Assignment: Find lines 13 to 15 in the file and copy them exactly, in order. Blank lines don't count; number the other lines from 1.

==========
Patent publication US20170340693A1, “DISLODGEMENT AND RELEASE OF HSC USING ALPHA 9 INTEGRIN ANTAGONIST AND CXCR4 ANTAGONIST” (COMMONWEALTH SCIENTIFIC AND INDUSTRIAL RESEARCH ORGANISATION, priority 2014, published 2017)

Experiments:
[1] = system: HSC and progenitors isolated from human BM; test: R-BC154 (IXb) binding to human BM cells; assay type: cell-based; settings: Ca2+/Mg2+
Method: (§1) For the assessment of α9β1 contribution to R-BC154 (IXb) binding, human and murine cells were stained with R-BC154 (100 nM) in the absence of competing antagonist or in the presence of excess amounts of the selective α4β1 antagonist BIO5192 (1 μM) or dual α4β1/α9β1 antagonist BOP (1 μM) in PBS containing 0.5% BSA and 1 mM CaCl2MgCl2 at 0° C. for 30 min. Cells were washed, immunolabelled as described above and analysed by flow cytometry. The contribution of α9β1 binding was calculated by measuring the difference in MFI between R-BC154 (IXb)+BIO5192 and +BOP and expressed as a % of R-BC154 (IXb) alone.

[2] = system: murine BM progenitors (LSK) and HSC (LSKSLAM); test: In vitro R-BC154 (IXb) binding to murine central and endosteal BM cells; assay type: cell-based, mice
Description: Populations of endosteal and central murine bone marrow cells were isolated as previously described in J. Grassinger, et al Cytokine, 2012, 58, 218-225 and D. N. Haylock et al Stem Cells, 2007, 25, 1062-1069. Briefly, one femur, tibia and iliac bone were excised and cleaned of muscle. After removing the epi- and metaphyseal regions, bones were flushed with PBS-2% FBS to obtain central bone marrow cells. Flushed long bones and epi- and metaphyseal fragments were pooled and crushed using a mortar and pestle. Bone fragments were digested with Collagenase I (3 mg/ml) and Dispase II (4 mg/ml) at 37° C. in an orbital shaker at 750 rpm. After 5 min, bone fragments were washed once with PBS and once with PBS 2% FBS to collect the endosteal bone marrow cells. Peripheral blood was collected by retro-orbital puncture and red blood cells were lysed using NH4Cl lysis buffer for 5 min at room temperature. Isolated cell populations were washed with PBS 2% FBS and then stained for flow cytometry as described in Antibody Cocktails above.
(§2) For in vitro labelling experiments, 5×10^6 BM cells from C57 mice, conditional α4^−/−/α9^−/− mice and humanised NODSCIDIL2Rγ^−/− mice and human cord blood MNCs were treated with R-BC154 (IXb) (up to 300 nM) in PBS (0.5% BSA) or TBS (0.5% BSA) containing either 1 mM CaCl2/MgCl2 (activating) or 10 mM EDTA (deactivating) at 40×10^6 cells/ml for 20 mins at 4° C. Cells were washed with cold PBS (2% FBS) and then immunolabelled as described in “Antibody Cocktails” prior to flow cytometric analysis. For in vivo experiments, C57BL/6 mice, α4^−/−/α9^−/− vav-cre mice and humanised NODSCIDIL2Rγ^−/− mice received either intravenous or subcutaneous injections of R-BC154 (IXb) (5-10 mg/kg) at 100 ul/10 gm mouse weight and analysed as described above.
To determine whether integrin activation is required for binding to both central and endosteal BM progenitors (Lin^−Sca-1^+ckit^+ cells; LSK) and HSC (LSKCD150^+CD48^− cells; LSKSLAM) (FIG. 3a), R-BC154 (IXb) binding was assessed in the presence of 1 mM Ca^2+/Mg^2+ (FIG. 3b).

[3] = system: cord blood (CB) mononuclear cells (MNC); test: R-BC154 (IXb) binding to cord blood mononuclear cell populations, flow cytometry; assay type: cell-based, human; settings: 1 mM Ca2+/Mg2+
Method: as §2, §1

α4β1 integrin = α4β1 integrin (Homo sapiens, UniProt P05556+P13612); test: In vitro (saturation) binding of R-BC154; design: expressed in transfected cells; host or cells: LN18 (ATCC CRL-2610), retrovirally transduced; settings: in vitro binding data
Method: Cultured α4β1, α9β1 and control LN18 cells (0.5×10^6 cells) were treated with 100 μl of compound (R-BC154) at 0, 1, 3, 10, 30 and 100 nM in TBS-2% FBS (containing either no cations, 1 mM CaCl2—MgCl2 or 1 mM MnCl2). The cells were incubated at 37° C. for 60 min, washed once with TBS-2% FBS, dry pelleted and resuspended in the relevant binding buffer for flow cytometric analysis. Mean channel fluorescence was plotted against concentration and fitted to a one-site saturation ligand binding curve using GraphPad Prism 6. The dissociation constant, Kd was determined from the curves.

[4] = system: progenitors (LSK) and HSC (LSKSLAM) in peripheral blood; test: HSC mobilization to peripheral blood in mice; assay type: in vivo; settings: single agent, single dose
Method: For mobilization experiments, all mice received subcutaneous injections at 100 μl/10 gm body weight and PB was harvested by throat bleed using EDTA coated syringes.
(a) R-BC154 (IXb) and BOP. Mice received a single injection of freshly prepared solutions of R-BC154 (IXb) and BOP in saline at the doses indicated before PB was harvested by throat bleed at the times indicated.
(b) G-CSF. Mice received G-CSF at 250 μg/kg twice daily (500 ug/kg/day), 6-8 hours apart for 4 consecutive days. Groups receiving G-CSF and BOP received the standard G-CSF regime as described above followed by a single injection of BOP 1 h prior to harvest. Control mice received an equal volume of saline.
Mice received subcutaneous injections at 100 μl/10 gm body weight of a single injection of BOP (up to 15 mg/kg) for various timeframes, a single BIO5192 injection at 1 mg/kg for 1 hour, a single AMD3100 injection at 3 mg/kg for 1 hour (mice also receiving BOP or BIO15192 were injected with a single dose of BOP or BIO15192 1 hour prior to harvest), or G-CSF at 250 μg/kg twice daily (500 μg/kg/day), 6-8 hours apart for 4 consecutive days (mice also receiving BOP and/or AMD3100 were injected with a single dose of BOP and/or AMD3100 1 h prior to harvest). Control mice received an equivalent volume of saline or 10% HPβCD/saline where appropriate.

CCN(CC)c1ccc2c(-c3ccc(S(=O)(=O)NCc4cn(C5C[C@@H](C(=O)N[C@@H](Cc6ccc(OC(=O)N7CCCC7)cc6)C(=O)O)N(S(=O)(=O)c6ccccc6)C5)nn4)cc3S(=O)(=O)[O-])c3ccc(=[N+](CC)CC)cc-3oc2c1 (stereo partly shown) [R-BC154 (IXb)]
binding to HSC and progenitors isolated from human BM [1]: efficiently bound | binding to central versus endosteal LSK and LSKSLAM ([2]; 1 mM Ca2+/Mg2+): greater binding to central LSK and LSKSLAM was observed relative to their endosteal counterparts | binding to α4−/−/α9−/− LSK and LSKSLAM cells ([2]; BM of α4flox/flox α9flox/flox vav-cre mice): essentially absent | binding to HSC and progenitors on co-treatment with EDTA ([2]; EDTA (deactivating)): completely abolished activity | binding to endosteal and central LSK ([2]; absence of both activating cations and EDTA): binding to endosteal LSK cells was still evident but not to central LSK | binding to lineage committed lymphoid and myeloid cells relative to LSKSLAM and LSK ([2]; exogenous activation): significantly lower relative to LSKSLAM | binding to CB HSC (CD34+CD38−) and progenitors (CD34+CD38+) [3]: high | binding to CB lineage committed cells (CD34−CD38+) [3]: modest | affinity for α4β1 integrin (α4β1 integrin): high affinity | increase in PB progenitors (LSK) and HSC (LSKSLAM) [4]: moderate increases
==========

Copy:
[4] = system: progenitors (LSK) and HSC (LSKSLAM) in peripheral blood; test: HSC mobilization to peripheral blood in mice; assay type: in vivo; settings: single agent, single dose
Method: For mobilization experiments, all mice received subcutaneous injections at 100 μl/10 gm body weight and PB was harvested by throat bleed using EDTA coated syringes.
(a) R-BC154 (IXb) and BOP. Mice received a single injection of freshly prepared solutions of R-BC154 (IXb) and BOP in saline at the doses indicated before PB was harvested by throat bleed at the times indicated.